Both the while and the do statements are themselves syntactically a single statement, just like an if statement. They occur anywhere that any other single statement is permitted. If you want them to control several statements, then you will have to use a compound statement, as the examples of if illustrated.

3. The for statement

A very common feature in programs is loops that are controlled by variables used as a counter. The counter doesn't always have to count consecutive values, but the usual arrangement is for it to be initialized outside the loop, checked every time around the loop to see when to finish and updated each time around the loop. There are three important places, then, where the loop control is concentrated: initialize, check and update. This example shows them.

#include <stdio.h>
#include <stdlib.h>
main()
exit(EXIT_SUCCESS);
}

Example 3.3

As you will have noticed, the initialization and check parts of the loop are close together and their location is obvious because of the presence of the while keyword. What is harder to spot is the place where the update occurs, especially if the value of the controlling variable is used within the loop. In that case, which is by far the most common, the update has to be at the very end of the loop: far away from the initialize and check. Readability suffers because it is hard to work out how the loop is going to perform unless you read the whole body of the loop carefully. What is needed is some way of bringing the initialize, check and update parts into one place so that they can be read quickly and conveniently. That is exactly what the for statement is designed to do. Here it is.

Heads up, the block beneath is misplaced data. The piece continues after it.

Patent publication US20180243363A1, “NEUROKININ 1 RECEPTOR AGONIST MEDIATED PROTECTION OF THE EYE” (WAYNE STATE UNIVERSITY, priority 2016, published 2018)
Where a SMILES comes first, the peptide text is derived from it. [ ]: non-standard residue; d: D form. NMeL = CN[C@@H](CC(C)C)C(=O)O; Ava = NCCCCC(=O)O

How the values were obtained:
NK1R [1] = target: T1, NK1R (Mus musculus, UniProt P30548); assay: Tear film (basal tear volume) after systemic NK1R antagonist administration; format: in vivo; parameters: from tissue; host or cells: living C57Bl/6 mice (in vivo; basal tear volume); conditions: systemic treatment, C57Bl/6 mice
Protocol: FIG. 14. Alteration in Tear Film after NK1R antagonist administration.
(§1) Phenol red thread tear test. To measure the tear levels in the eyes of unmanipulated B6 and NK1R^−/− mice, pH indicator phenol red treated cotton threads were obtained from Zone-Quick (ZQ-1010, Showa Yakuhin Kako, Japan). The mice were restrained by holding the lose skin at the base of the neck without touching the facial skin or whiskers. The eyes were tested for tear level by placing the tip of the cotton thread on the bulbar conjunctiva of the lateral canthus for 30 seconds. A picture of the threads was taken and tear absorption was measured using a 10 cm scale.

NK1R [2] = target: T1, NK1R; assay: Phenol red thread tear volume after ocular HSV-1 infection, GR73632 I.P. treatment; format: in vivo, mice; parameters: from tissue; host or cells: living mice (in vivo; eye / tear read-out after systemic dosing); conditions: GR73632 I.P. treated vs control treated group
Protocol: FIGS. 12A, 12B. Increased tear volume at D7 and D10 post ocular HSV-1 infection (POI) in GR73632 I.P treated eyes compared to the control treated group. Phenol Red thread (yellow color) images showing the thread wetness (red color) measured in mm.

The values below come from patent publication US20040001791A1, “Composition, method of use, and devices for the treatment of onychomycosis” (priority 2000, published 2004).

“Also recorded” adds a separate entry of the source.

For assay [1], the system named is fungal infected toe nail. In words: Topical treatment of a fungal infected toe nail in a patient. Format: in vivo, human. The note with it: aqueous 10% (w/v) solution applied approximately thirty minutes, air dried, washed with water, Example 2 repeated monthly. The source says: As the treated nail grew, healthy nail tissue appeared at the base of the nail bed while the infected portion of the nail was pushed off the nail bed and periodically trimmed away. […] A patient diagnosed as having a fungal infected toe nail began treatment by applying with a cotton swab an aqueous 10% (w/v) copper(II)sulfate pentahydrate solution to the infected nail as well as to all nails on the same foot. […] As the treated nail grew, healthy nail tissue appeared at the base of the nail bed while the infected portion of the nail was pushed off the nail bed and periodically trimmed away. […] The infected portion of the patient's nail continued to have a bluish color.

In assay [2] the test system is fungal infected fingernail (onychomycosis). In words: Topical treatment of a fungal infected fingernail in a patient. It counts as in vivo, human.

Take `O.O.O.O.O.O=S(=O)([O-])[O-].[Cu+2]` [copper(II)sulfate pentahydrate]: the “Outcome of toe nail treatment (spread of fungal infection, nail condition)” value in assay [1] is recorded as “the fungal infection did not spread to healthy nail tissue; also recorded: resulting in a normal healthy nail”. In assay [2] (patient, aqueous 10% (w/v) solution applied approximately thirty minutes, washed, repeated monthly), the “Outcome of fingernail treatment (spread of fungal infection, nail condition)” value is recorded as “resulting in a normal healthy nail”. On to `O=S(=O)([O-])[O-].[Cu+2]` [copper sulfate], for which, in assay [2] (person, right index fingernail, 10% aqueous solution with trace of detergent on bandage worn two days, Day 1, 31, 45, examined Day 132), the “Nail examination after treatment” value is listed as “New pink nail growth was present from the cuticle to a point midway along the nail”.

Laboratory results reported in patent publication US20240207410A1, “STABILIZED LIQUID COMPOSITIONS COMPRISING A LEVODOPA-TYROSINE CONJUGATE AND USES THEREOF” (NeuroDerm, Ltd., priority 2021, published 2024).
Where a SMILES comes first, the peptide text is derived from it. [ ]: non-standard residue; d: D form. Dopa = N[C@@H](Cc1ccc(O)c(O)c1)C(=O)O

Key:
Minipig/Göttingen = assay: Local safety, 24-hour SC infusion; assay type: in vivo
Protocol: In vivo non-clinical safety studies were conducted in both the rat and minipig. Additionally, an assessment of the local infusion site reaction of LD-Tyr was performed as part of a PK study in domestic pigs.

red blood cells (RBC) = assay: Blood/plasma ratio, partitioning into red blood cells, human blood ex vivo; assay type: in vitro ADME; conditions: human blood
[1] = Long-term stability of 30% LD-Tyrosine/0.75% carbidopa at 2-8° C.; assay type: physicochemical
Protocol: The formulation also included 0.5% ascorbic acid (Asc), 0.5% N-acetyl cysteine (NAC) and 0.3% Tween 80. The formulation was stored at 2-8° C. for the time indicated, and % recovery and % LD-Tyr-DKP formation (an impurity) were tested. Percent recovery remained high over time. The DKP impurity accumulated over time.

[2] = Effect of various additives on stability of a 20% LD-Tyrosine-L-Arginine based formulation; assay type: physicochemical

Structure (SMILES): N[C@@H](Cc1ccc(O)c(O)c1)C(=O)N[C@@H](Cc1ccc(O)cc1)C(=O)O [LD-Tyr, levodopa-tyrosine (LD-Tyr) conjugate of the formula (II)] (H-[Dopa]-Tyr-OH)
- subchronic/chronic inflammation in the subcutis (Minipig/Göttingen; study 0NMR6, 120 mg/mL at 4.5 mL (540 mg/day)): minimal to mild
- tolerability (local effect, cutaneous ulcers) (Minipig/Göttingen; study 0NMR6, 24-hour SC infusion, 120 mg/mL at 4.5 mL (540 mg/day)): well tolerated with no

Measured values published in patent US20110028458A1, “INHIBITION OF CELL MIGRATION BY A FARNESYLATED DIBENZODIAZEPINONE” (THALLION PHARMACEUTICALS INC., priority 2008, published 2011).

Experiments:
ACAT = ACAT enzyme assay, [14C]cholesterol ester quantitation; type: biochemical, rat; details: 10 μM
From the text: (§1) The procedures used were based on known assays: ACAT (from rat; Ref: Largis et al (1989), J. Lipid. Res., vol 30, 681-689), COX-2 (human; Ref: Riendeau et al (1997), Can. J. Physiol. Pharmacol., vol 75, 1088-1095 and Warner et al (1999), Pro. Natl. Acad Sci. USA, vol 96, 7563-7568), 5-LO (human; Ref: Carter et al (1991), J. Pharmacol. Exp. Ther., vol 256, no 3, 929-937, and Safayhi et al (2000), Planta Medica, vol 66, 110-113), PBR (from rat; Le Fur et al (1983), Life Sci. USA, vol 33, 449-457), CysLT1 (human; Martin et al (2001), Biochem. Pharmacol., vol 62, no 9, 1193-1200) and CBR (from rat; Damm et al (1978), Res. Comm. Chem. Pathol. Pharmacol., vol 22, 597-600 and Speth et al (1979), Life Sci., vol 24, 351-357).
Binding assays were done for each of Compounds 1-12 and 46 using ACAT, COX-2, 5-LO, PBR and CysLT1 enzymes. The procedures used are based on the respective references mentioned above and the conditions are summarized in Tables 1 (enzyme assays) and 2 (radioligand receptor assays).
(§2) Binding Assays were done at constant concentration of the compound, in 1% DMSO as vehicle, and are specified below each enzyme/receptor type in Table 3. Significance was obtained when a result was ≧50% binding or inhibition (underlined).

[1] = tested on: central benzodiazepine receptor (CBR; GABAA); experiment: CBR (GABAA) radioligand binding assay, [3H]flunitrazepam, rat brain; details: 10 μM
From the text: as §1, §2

for (initialize; check; update) statement

The initialize part is an expression; nearly always an assignment expression which is used to initialize the control variable. After the initialization, the check expression is evaluated: if it is non-zero, the statement is executed, followed by evaluation of the update expression which generally increments the control variable, then the sequence restarts at the check. The loop terminates as soon as the check evaluates to zero.